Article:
Black Studies at The University of Texas at Austin has a new doctoral degree option, making it the first for the university, the state of Texas, and the American South and Southwest thanks to the recent approval from the Texas Higher Education Coordinating Board.
The Department of African and African Diaspora Studies (AADS) in the College of Liberal Arts will administer the new degree program, which was approved at the board’s regular Oct. 25 meeting.
“This is a historic moment for The University of Texas at Austin and for the state of Texas,” said department Chair Edmund T. Gordon.
“In 1952 the university awarded its first degree of any kind to an African American student. We are overjoyed that today, 60 years later, the Texas Higher Education Coordinating Board has approved the creation of a new doctoral degree in Black Studies. We have come a long way and will continue to press forward.”
Through the new program, the university will credential scholars with expertise in the discipline created by and about people of African descent.
Gordon said the doctoral program provides a balanced curriculum that will give students a strong foundation in Black Studies, while also exposing them to the theories and methods of disciplines in the arts, humanities and social sciences. It also will offer students a unique opportunity through its affiliation with a policy institute, the Institute for Urban Policy Research and Analysis.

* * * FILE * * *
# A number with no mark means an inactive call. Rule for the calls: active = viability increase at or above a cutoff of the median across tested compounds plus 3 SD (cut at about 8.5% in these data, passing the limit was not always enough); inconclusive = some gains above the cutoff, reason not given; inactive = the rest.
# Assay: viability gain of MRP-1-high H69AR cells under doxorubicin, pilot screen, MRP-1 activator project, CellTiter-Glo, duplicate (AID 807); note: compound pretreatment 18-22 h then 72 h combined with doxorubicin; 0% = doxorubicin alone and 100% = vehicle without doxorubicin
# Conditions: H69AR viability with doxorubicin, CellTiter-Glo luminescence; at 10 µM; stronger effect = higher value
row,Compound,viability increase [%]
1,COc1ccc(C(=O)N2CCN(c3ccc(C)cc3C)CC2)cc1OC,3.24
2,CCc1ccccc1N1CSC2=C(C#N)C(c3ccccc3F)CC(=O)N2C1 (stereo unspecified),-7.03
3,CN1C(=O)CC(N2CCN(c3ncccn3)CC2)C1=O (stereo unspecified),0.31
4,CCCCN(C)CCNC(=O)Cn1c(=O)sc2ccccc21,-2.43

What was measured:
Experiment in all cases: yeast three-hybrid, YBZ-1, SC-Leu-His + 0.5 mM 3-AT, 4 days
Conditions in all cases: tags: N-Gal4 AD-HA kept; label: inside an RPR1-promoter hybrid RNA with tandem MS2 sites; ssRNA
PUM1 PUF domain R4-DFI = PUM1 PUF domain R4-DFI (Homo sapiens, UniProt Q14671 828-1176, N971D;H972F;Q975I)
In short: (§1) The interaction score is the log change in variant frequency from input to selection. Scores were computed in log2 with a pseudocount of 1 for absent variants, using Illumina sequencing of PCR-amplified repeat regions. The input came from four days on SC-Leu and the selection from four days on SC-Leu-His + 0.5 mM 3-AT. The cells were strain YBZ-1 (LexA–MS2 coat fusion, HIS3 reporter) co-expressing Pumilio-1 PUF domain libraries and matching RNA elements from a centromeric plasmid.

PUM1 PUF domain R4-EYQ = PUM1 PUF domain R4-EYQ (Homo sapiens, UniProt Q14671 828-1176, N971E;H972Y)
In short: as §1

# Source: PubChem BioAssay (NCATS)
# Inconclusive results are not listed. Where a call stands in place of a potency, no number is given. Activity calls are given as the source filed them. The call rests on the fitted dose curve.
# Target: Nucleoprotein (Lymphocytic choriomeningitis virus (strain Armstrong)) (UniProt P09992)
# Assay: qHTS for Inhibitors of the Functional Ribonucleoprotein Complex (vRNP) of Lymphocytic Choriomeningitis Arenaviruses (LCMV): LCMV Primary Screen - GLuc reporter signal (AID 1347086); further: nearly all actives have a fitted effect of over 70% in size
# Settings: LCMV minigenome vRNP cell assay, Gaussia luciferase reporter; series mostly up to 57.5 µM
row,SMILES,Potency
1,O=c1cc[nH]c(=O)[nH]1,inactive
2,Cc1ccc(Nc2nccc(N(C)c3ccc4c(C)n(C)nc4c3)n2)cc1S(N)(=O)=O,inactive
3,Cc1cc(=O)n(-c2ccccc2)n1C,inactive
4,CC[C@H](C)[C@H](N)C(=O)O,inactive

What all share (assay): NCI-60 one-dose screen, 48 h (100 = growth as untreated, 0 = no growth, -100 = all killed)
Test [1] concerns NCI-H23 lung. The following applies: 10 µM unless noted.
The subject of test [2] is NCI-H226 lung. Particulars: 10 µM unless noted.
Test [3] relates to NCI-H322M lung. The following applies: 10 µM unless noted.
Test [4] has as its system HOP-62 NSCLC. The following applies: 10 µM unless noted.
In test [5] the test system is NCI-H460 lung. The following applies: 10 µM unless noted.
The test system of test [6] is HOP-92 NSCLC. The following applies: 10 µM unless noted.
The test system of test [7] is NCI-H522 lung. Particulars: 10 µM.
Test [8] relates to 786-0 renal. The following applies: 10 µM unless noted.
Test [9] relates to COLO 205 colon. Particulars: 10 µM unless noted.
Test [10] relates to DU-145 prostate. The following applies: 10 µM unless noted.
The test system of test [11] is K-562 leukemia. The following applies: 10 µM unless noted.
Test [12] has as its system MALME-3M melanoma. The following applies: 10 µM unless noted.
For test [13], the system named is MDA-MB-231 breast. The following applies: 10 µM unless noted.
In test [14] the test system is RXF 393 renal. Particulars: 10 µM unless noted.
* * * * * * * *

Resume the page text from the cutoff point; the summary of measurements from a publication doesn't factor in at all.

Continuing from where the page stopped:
“I’m extremely proud and delighted that UT Austin has become the first university not only in Texas but in the entire American South and Southwest to offer a Ph.D. in this important area of study,” said President Bill Powers. “Expertise in Black Studies at the doctoral level will inform our understanding of arts and culture, history, and even policy as it relates to this vital stream of world influence. It also will make Austin a center of intellectual activity in this field.”
The Department of African and African Diaspora Studies, founded in 2009, has quickly established itself as one of the top departments in the nation, said Randy Diehl, dean of the College of Liberal Arts.
“This doctoral program promises to be one of the most significant developments in graduate education in our college and at the university,” said Diehl. “The outstanding faculty will play a crucial role in developing a new generation of scholars who will make significant contributions to education and society.”
Black Studies at UT Austin consists of two units in addition to AADS: the John L. Warfield Center for African and African American Studies and the Institute for Urban Policy Research and Analysis. These three interrelated entities mutually reinforce the research, teaching and service mission of Black Studies and provide a robust base for advancement of the discipline.